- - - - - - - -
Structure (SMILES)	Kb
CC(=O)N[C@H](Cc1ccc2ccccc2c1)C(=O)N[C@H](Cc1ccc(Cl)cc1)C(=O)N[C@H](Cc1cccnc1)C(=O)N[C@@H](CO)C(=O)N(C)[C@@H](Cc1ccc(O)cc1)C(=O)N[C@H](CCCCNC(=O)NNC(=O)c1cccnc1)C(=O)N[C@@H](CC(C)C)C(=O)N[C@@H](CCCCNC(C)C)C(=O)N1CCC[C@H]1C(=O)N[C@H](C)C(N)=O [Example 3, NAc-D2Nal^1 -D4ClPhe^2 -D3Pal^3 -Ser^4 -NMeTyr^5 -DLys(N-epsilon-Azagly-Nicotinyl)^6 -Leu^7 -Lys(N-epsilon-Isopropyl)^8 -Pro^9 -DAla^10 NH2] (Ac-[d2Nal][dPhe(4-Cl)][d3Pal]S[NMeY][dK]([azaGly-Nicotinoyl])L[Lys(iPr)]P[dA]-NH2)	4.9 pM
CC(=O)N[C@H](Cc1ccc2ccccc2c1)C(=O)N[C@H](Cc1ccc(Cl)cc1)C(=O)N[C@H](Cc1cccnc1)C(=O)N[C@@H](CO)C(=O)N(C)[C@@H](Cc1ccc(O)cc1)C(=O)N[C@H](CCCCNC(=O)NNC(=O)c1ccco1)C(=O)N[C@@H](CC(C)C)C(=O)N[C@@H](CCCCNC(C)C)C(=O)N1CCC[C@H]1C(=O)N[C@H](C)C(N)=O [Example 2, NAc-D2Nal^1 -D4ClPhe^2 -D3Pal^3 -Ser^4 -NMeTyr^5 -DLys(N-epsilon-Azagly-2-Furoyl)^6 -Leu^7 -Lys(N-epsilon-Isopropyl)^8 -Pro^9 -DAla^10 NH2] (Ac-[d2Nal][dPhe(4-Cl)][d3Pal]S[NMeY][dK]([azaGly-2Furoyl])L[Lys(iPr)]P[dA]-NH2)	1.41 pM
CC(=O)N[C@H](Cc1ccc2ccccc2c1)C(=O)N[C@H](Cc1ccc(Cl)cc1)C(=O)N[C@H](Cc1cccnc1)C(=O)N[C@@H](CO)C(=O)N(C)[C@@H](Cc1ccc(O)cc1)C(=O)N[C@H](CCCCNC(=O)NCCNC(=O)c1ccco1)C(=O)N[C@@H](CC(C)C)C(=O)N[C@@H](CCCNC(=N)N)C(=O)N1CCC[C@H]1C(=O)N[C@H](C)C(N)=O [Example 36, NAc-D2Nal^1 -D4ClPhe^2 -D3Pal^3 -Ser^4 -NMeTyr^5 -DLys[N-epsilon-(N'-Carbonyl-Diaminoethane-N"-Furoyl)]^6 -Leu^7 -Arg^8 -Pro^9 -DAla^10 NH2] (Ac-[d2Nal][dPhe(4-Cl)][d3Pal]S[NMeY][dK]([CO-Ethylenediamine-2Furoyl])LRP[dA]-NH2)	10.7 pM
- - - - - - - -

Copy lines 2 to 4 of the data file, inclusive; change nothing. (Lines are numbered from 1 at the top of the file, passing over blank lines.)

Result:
CC(=O)N[C@H](Cc1ccc2ccccc2c1)C(=O)N[C@H](Cc1ccc(Cl)cc1)C(=O)N[C@H](Cc1cccnc1)C(=O)N[C@@H](CO)C(=O)N(C)[C@@H](Cc1ccc(O)cc1)C(=O)N[C@H](CCCCNC(=O)NNC(=O)c1cccnc1)C(=O)N[C@@H](CC(C)C)C(=O)N[C@@H](CCCCNC(C)C)C(=O)N1CCC[C@H]1C(=O)N[C@H](C)C(N)=O [Example 3, NAc-D2Nal^1 -D4ClPhe^2 -D3Pal^3 -Ser^4 -NMeTyr^5 -DLys(N-epsilon-Azagly-Nicotinyl)^6 -Leu^7 -Lys(N-epsilon-Isopropyl)^8 -Pro^9 -DAla^10 NH2] (Ac-[d2Nal][dPhe(4-Cl)][d3Pal]S[NMeY][dK]([azaGly-Nicotinoyl])L[Lys(iPr)]P[dA]-NH2)	4.9 pM
CC(=O)N[C@H](Cc1ccc2ccccc2c1)C(=O)N[C@H](Cc1ccc(Cl)cc1)C(=O)N[C@H](Cc1cccnc1)C(=O)N[C@@H](CO)C(=O)N(C)[C@@H](Cc1ccc(O)cc1)C(=O)N[C@H](CCCCNC(=O)NNC(=O)c1ccco1)C(=O)N[C@@H](CC(C)C)C(=O)N[C@@H](CCCCNC(C)C)C(=O)N1CCC[C@H]1C(=O)N[C@H](C)C(N)=O [Example 2, NAc-D2Nal^1 -D4ClPhe^2 -D3Pal^3 -Ser^4 -NMeTyr^5 -DLys(N-epsilon-Azagly-2-Furoyl)^6 -Leu^7 -Lys(N-epsilon-Isopropyl)^8 -Pro^9 -DAla^10 NH2] (Ac-[d2Nal][dPhe(4-Cl)][d3Pal]S[NMeY][dK]([azaGly-2Furoyl])L[Lys(iPr)]P[dA]-NH2)	1.41 pM
CC(=O)N[C@H](Cc1ccc2ccccc2c1)C(=O)N[C@H](Cc1ccc(Cl)cc1)C(=O)N[C@H](Cc1cccnc1)C(=O)N[C@@H](CO)C(=O)N(C)[C@@H](Cc1ccc(O)cc1)C(=O)N[C@H](CCCCNC(=O)NCCNC(=O)c1ccco1)C(=O)N[C@@H](CC(C)C)C(=O)N[C@@H](CCCNC(=N)N)C(=O)N1CCC[C@H]1C(=O)N[C@H](C)C(N)=O [Example 36, NAc-D2Nal^1 -D4ClPhe^2 -D3Pal^3 -Ser^4 -NMeTyr^5 -DLys[N-epsilon-(N'-Carbonyl-Diaminoethane-N"-Furoyl)]^6 -Leu^7 -Arg^8 -Pro^9 -DAla^10 NH2] (Ac-[d2Nal][dPhe(4-Cl)][d3Pal]S[NMeY][dK]([CO-Ethylenediamine-2Furoyl])LRP[dA]-NH2)	10.7 pM